Around the same time, I decided I needed a new challenge: to learn to play the piano. So, I bought a Pleyel—the type of instrument Chopin used—and hired a teacher. I started at zero! I love listening to music, but I’d never read or played it before. I’m not a quick study, but I am determined, and I practice three hours daily. I went completely cuckoo for piano! Next, I bought a beautiful old concert Steinway, and basically built another house for it: We rebirthed the old farmhouse as guest quarters and as a venue for chamber music concerts, produced in collaboration with a local association, TerrOpera. The texture of the stone walls and the room’s high volume make for superb acoustics. 

In the farmhouse guest bedroom, as in all rooms throughout the property, Tolomeo lights serve as reading lamps. Photography by Eric Laignel.

I also had an opportunity to take a drawing class in Italy—and fell in love with that art form, too. Music freed me to draw more lyrically, liberating me from constipated little architectural renderings. I had the best teacher, so I invited her to come to France: “We have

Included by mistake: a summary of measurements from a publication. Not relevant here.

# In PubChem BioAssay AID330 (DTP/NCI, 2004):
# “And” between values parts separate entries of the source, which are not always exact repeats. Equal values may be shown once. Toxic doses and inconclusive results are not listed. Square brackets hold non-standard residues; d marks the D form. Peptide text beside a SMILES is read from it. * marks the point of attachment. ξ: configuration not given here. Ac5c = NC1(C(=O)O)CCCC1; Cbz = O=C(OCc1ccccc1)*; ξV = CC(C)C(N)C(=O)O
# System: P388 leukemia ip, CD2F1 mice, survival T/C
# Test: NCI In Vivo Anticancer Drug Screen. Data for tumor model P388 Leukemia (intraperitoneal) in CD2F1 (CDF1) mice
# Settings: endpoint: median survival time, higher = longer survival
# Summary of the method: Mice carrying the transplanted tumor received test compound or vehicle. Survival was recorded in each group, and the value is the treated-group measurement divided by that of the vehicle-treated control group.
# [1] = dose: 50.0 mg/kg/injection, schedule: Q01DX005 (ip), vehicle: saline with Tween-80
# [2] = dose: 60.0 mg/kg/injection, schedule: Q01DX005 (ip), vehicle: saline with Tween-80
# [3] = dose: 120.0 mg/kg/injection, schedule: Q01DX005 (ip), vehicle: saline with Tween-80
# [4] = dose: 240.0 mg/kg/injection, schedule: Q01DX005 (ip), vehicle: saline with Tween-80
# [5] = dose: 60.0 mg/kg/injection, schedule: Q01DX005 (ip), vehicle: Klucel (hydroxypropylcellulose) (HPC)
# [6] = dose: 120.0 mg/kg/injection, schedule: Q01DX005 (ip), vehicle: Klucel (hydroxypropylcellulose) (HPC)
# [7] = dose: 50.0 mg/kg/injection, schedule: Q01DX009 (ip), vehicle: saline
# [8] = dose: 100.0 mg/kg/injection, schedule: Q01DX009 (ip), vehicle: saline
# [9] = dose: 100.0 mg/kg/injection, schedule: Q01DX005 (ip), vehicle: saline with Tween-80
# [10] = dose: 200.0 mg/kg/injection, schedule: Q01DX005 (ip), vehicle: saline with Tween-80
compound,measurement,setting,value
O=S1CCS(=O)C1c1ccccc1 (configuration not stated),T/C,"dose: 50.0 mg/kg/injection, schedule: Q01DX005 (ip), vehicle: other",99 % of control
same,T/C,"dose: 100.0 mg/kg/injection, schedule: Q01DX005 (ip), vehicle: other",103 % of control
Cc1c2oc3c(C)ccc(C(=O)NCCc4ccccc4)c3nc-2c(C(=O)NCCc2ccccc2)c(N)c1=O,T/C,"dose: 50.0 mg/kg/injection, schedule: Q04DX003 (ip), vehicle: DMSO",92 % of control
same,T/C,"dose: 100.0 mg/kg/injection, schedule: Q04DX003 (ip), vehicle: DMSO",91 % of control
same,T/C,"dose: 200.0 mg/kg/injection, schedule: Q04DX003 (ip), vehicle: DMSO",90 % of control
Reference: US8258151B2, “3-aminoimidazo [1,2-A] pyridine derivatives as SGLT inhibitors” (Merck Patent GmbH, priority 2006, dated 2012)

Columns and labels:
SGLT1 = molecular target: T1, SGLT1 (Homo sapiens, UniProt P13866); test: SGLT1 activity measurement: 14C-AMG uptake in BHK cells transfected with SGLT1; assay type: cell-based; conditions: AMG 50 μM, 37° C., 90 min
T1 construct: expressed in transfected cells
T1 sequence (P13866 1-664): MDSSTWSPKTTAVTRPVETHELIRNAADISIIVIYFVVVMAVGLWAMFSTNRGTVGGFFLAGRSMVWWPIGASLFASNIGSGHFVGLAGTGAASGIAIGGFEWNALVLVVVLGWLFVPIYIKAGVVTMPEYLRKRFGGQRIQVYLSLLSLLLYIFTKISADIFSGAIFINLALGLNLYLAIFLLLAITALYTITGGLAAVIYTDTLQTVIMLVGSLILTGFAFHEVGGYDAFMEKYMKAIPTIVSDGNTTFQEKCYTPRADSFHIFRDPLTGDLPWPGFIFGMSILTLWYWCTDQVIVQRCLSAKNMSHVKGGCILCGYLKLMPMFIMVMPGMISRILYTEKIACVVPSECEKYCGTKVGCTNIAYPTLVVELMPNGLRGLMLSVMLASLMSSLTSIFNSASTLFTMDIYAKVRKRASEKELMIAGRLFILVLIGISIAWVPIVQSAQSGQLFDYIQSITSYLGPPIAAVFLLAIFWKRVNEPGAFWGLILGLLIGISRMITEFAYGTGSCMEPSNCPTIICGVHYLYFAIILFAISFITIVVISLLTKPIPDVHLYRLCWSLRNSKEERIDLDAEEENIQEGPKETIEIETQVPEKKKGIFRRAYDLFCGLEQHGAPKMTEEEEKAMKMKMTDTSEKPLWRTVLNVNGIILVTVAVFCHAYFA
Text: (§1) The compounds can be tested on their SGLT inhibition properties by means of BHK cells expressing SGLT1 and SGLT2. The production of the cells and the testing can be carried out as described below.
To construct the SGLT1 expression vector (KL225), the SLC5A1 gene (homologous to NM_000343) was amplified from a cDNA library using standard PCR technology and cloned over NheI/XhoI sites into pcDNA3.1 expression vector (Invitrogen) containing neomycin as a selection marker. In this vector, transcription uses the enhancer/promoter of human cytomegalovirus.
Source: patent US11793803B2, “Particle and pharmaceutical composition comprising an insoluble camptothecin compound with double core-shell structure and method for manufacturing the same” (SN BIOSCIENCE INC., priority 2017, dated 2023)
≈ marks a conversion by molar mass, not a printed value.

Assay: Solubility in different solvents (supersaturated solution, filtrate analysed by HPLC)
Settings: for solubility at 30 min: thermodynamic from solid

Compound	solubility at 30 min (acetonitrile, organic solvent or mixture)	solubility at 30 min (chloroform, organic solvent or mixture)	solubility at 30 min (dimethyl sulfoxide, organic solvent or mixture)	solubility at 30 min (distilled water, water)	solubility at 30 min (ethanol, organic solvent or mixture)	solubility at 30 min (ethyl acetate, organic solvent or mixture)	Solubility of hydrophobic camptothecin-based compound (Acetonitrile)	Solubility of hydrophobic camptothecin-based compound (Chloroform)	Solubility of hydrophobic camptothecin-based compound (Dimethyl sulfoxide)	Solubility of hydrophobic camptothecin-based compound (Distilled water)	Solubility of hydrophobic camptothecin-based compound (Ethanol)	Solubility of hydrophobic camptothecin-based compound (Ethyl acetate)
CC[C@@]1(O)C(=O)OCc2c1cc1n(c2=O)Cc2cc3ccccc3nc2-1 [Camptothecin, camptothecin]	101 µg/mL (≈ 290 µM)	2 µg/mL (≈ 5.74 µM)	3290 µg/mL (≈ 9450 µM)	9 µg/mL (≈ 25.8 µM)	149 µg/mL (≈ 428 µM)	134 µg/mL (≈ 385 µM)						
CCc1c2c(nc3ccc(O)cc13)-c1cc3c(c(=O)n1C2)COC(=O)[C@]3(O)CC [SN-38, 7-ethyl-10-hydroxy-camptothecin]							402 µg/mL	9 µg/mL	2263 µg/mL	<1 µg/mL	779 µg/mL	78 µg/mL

a great space that we’re refurbishing; bring your students here!” We restored the cow barn for public use as an art center. People come for a week to take classes in drawing, painting, and sketching. The course culminates in a vernissage to share the work produced with the local residents.

In your mature age, you want to give back, and to follow your passions for as long as you live. It was so nice to combine those two aims with this project, an offering to our beloved community.